Bernard Beard

Some of you may recall numerous comments on statistics and physics here by commenter “bbbeard.” Sadly, I just received notification that he died over the weekend:

Where: Memphis Botanical Gardens (in the Japanese Garden)
750 Cherry Road

Memphis, TN 38117
Phone: 901.636.4106

Date: Saturday, April 21, 2012

Time: Gathering at 10:00am with Service to begin at 10:30am. Lunch to follow, ending at 1:30pm

Donations can be made to either of the following:

Keystone School
119 E. Craig Place
San Antonio, TX 78212
Phone: 210.735.4022

Donations Link:


MIT Department of Physics
77 Massachusetts Ave., Bldg. 4-309
Cambridge, MA 02139-4307
Phone: 617.452.2807
Donations Link:,DPPH

He was a former colleague of mine at the ARES Corporation (though I never worked with him). The comments section here (as well, of course, as his friends and family) will miss him.

15 thoughts on “Bernard Beard”

  1. Dr. Beard was a colleague of mine as we worked together at the ARES Huntsville office, and I considered him a friend, and I hope he considered me the same.
    Bernard had a wide ranging intellect, and made numerous contributions in a variety of fields, including computational particle physics, before moving into the aerospace field, where he worked for PW in turbojet engines and flight trajectory analysis. He then went into academics, teaching in the ME dept at Christian Brothers in Memphis, and eventually becoming department chair.
    It was my opinion that the progressive politics and trans-logical arguements of the academic world eventually lead him to seek work back in the aerospace world, and it was my pleasure to get to work with him when he joined ARES corp in 2007. There, Bernard made significant contributions in a variety of different areas, most notably in working on slosh mechanics of the Ares I upper stage, where he developed some amazing analytic modeling capabilities. His website, “Slosh Central”, provided a great deal of references regarding this topic.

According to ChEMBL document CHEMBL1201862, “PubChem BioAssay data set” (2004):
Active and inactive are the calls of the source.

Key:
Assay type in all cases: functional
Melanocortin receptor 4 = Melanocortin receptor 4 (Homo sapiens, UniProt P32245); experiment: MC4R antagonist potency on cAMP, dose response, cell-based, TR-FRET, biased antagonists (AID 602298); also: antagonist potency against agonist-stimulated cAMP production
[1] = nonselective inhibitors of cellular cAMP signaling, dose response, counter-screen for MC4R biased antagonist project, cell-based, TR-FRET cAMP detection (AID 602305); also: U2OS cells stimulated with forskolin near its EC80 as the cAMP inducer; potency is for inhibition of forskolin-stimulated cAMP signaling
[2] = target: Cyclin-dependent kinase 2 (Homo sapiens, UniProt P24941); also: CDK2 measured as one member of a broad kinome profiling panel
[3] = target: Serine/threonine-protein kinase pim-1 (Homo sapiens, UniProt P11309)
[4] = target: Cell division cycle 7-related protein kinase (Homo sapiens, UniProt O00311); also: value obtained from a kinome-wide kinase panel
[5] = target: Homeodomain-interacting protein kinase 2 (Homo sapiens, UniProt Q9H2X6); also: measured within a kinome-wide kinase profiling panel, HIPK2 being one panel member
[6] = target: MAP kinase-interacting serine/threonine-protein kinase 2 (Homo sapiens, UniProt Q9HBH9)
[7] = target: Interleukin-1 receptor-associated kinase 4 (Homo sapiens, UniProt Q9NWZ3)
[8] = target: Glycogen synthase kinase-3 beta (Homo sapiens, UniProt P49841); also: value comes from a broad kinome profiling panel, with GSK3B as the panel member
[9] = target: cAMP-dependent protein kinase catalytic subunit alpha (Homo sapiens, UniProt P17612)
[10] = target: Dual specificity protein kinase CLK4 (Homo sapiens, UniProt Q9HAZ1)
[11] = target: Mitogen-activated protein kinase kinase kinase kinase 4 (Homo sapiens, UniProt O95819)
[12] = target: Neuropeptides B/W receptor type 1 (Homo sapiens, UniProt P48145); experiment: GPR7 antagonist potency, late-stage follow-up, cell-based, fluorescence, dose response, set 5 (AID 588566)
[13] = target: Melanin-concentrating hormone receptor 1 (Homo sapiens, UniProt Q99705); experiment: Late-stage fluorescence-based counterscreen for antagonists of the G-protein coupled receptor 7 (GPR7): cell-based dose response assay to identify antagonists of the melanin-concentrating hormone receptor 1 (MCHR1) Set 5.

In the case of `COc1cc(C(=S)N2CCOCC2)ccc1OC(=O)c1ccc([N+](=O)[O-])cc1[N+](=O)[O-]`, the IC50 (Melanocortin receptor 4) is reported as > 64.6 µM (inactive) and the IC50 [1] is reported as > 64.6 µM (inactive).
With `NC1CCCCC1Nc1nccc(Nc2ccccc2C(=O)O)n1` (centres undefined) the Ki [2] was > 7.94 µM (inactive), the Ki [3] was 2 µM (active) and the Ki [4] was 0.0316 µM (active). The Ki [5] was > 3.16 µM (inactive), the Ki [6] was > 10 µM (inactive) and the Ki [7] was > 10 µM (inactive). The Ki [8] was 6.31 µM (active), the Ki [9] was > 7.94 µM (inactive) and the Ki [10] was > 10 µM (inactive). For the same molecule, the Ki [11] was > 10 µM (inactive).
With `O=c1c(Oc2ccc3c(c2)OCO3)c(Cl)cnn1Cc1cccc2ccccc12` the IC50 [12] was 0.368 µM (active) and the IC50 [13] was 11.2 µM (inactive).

Bernard was a reserved, dignified person, of even temperament; calm, and thoughtful. He was a master of the BBQ, and participated in numerous team competitions out of Memphis, where he kept his home with his wife and two sons. He was also scouter, participating as an adult leader in cub and boy scouts with his sons, and this was a area where we found a great deal of common ground.
    I’m sure there were many other things that Bernard did, that I’m not aware of, as would be the case of a man with a powerful intellect and imagination.
    His passing was sudden and unexpected, and is a tragedy. He will indeed be missed.

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